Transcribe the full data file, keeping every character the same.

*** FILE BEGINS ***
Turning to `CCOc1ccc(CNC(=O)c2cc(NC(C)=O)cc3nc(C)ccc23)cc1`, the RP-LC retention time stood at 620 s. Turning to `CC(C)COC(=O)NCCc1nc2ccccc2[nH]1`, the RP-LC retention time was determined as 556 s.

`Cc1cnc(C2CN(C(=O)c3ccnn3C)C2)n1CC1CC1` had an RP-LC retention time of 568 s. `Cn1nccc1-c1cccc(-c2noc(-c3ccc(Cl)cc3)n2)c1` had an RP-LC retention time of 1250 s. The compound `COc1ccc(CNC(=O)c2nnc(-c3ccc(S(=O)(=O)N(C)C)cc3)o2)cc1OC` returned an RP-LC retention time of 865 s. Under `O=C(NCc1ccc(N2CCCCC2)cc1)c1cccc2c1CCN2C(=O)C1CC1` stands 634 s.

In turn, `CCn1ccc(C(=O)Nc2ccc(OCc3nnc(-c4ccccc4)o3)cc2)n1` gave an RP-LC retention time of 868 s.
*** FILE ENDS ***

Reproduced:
Turning to `CCOc1ccc(CNC(=O)c2cc(NC(C)=O)cc3nc(C)ccc23)cc1`, the RP-LC retention time stood at 620 s. Turning to `CC(C)COC(=O)NCCc1nc2ccccc2[nH]1`, the RP-LC retention time was determined as 556 s.

`Cc1cnc(C2CN(C(=O)c3ccnn3C)C2)n1CC1CC1` had an RP-LC retention time of 568 s. `Cn1nccc1-c1cccc(-c2noc(-c3ccc(Cl)cc3)n2)c1` had an RP-LC retention time of 1250 s. The compound `COc1ccc(CNC(=O)c2nnc(-c3ccc(S(=O)(=O)N(C)C)cc3)o2)cc1OC` returned an RP-LC retention time of 865 s. Under `O=C(NCc1ccc(N2CCCCC2)cc1)c1cccc2c1CCN2C(=O)C1CC1` stands 634 s.

In turn, `CCn1ccc(C(=O)Nc2ccc(OCc3nnc(-c4ccccc4)o3)cc2)n1` gave an RP-LC retention time of 868 s.